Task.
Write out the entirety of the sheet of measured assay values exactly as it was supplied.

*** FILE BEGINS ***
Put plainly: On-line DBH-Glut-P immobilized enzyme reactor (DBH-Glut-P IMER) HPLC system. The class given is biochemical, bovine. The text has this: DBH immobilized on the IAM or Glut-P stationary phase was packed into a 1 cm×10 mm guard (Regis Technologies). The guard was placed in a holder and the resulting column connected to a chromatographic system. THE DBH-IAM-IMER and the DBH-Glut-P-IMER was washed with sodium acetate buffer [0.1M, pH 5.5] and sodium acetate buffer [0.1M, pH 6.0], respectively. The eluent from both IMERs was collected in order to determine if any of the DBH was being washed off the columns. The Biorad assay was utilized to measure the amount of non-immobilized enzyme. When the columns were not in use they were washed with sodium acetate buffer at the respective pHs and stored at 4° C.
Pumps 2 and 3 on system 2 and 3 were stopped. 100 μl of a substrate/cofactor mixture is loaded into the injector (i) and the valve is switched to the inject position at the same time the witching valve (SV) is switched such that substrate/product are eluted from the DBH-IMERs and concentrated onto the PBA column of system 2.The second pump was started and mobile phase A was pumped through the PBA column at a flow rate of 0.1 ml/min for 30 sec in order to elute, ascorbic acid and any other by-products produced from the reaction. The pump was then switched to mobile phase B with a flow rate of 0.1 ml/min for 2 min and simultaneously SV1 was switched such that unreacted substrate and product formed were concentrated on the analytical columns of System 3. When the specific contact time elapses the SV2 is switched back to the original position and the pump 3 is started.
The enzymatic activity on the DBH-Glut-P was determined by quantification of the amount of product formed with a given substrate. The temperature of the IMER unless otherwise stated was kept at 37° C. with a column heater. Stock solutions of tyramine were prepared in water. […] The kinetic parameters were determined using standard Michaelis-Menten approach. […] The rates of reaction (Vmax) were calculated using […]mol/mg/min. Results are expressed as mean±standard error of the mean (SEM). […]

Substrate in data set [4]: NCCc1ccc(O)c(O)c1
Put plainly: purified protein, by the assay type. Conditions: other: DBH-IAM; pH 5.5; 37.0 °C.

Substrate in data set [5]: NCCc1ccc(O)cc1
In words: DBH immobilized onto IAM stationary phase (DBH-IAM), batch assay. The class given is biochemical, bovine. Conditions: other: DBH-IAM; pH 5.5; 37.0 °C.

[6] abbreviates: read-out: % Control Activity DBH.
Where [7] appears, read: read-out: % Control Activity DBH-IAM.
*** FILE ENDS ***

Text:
Put plainly: On-line DBH-Glut-P immobilized enzyme reactor (DBH-Glut-P IMER) HPLC system. The class given is biochemical, bovine. The text has this: DBH immobilized on the IAM or Glut-P stationary phase was packed into a 1 cm×10 mm guard (Regis Technologies). The guard was placed in a holder and the resulting column connected to a chromatographic system. THE DBH-IAM-IMER and the DBH-Glut-P-IMER was washed with sodium acetate buffer [0.1M, pH 5.5] and sodium acetate buffer [0.1M, pH 6.0], respectively. The eluent from both IMERs was collected in order to determine if any of the DBH was being washed off the columns. The Biorad assay was utilized to measure the amount of non-immobilized enzyme. When the columns were not in use they were washed with sodium acetate buffer at the respective pHs and stored at 4° C.
Pumps 2 and 3 on system 2 and 3 were stopped. 100 μl of a substrate/cofactor mixture is loaded into the injector (i) and the valve is switched to the inject position at the same time the witching valve (SV) is switched such that substrate/product are eluted from the DBH-IMERs and concentrated onto the PBA column of system 2.The second pump was started and mobile phase A was pumped through the PBA column at a flow rate of 0.1 ml/min for 30 sec in order to elute, ascorbic acid and any other by-products produced from the reaction. The pump was then switched to mobile phase B with a flow rate of 0.1 ml/min for 2 min and simultaneously SV1 was switched such that unreacted substrate and product formed were concentrated on the analytical columns of System 3. When the specific contact time elapses the SV2 is switched back to the original position and the pump 3 is started.
The enzymatic activity on the DBH-Glut-P was determined by quantification of the amount of product formed with a given substrate. The temperature of the IMER unless otherwise stated was kept at 37° C. with a column heater. Stock solutions of tyramine were prepared in water. […] The kinetic parameters were determined using standard Michaelis-Menten approach. […] The rates of reaction (Vmax) were calculated using […]mol/mg/min. Results are expressed as mean±standard error of the mean (SEM). […]

Substrate in data set [4]: NCCc1ccc(O)c(O)c1
Put plainly: purified protein, by the assay type. Conditions: other: DBH-IAM; pH 5.5; 37.0 °C.

Substrate in data set [5]: NCCc1ccc(O)cc1
In words: DBH immobilized onto IAM stationary phase (DBH-IAM), batch assay. The class given is biochemical, bovine. Conditions: other: DBH-IAM; pH 5.5; 37.0 °C.

[6] abbreviates: read-out: % Control Activity DBH.
Where [7] appears, read: read-out: % Control Activity DBH-IAM.